Former Vice President Dick Cheney praised President Obama’s authorization of a drone strike in Yemen last week –the strike that killed al-Qaida propagandist and leader Anwar al-Awlaki, a U.S. citizen.
“Well, I think it was a very good strike. I think it was justified,” Cheney said Sunday on CNN’s “State of the Union,” defending the president from critics who raised questions about the extrajudicial killing of a U.S. citizen. “I think it is a very effective use of our drone technology.”
Cheney did say, however, that the president ought to apologize for comments he made in a 2009 speech in Cairo, Egypt, some of which Cheney thought defamed the Bush administration.
“The thing I am waiting for is for the administration to go back and correct something they said two years ago when they criticized us for — quote — ‘overreacting to the events of 9/11,'” Cheney said. “They in effect said we had walked away from our ideals, or [were] taking policy contrary to our ideals when we had enhanced interrogation techniques. They have clearly moved in the direction of taking robust action when they feel it is justified. In this case, it was. But I think they need to go back and reconsider what the president said in Cairo.”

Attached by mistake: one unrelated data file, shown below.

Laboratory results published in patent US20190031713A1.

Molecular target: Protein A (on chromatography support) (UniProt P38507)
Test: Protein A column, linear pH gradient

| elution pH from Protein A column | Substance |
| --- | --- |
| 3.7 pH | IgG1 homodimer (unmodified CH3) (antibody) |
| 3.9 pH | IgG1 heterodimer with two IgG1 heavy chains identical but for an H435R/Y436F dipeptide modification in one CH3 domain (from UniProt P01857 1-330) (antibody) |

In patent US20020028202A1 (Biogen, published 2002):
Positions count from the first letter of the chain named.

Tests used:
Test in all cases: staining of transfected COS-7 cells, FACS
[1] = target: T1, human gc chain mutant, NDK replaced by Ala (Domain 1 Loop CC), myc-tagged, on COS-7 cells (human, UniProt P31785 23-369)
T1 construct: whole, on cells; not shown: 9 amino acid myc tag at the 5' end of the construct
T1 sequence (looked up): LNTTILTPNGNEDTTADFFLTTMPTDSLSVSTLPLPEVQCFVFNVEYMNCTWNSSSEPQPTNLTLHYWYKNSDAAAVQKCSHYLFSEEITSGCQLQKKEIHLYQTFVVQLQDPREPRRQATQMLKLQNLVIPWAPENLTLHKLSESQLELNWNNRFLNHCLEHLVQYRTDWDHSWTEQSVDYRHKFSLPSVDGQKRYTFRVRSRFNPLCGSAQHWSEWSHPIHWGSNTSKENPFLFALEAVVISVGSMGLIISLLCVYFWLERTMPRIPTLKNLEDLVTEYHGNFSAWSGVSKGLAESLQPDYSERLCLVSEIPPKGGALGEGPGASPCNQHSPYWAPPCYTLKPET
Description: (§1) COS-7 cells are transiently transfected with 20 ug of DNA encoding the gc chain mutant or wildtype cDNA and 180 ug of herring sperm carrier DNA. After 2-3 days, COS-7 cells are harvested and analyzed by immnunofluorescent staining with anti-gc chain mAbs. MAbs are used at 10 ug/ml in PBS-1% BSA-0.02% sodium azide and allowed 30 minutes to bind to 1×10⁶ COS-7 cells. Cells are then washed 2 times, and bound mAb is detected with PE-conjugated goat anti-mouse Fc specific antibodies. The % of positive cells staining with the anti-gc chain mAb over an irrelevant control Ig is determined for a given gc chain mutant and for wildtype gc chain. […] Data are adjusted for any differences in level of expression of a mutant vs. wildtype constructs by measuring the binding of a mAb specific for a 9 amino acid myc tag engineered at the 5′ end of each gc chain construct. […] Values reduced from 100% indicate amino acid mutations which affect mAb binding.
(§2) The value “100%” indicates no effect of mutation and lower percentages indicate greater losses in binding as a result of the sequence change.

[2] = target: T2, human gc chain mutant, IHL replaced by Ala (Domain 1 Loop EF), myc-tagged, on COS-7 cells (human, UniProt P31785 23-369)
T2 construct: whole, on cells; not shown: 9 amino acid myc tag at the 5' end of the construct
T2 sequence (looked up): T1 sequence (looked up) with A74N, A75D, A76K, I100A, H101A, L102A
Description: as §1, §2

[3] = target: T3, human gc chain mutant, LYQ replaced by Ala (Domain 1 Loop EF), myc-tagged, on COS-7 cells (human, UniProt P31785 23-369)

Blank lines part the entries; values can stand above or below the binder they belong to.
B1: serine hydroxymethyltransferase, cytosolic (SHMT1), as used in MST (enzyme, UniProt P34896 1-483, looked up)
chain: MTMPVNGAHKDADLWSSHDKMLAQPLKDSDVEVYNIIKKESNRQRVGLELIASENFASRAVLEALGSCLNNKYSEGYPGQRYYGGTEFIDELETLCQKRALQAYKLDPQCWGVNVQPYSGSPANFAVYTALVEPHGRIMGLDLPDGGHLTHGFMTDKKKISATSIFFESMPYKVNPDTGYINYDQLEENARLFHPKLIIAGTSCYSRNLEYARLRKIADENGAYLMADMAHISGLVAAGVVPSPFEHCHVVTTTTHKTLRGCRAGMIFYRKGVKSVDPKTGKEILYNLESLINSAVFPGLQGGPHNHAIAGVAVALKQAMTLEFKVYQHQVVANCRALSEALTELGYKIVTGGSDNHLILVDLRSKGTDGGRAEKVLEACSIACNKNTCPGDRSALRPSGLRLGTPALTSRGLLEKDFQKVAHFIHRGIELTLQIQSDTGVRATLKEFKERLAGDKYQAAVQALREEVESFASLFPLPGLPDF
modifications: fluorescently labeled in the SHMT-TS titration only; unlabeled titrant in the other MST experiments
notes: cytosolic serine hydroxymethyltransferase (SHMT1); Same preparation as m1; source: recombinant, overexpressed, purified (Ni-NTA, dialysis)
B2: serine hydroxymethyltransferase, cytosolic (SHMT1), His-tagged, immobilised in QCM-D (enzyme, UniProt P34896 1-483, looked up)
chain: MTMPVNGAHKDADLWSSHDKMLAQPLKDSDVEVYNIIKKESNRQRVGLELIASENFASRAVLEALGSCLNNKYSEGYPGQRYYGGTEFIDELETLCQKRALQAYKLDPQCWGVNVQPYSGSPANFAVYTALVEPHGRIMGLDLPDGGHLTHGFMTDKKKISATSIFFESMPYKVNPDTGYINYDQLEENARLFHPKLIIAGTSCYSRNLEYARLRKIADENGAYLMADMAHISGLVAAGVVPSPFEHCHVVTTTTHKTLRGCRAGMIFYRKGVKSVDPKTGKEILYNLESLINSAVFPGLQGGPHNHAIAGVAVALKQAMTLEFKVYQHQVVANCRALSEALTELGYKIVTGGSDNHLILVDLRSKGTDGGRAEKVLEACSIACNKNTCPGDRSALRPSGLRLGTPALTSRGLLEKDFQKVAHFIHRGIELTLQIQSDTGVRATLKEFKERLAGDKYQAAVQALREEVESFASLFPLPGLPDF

Cheney got specific, slamming Obama for suggesting the Bush administration engaged in “torture.”
“He said in his Cairo [speech] for example that he had — quote — ‘banned torture,’” Cheney said. “We were never torturing anyone in the first place. He said that we walked away from our basic fundamental ideals. That simply wasn’t the case … I think the president ought to have that authority [to] order that kind of strike, even when it involves an American citizen or when there’s clear evidence that he’s part of al-Qaida and planning, cooperating and supporting attacks against the United States.”